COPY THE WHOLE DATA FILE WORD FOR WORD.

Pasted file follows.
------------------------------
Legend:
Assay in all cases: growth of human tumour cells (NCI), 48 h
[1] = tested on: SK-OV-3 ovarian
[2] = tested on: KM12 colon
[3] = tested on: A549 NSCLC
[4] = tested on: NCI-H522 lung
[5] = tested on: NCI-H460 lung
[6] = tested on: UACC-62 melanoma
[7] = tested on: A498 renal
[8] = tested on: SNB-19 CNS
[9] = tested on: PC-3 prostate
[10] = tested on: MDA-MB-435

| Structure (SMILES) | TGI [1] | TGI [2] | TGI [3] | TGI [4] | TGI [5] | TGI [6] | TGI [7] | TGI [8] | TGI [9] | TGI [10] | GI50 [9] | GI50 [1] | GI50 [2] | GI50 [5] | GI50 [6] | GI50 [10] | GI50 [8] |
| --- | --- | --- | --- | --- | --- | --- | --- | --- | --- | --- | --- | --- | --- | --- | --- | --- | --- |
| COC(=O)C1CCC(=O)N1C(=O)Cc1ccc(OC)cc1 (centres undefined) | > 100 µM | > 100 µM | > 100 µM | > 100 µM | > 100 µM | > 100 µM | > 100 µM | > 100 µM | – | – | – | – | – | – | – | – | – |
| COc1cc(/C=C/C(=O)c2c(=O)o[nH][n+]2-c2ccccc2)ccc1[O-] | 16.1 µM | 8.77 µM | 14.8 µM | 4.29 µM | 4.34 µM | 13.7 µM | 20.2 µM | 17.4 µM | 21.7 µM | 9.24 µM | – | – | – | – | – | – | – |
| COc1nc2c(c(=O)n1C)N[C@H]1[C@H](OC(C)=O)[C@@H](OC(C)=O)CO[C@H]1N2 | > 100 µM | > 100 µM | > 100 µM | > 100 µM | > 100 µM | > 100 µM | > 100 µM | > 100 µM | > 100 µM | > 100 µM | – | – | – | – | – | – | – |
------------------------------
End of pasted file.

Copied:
Legend:
Assay in all cases: growth of human tumour cells (NCI), 48 h
[1] = tested on: SK-OV-3 ovarian
[2] = tested on: KM12 colon
[3] = tested on: A549 NSCLC
[4] = tested on: NCI-H522 lung
[5] = tested on: NCI-H460 lung
[6] = tested on: UACC-62 melanoma
[7] = tested on: A498 renal
[8] = tested on: SNB-19 CNS
[9] = tested on: PC-3 prostate
[10] = tested on: MDA-MB-435

| Structure (SMILES) | TGI [1] | TGI [2] | TGI [3] | TGI [4] | TGI [5] | TGI [6] | TGI [7] | TGI [8] | TGI [9] | TGI [10] | GI50 [9] | GI50 [1] | GI50 [2] | GI50 [5] | GI50 [6] | GI50 [10] | GI50 [8] |
| --- | --- | --- | --- | --- | --- | --- | --- | --- | --- | --- | --- | --- | --- | --- | --- | --- | --- |
| COC(=O)C1CCC(=O)N1C(=O)Cc1ccc(OC)cc1 (centres undefined) | > 100 µM | > 100 µM | > 100 µM | > 100 µM | > 100 µM | > 100 µM | > 100 µM | > 100 µM | – | – | – | – | – | – | – | – | – |
| COc1cc(/C=C/C(=O)c2c(=O)o[nH][n+]2-c2ccccc2)ccc1[O-] | 16.1 µM | 8.77 µM | 14.8 µM | 4.29 µM | 4.34 µM | 13.7 µM | 20.2 µM | 17.4 µM | 21.7 µM | 9.24 µM | – | – | – | – | – | – | – |
| COc1nc2c(c(=O)n1C)N[C@H]1[C@H](OC(C)=O)[C@@H](OC(C)=O)CO[C@H]1N2 | > 100 µM | > 100 µM | > 100 µM | > 100 µM | > 100 µM | > 100 µM | > 100 µM | > 100 µM | > 100 µM | > 100 µM | – | – | – | – | – | – | – |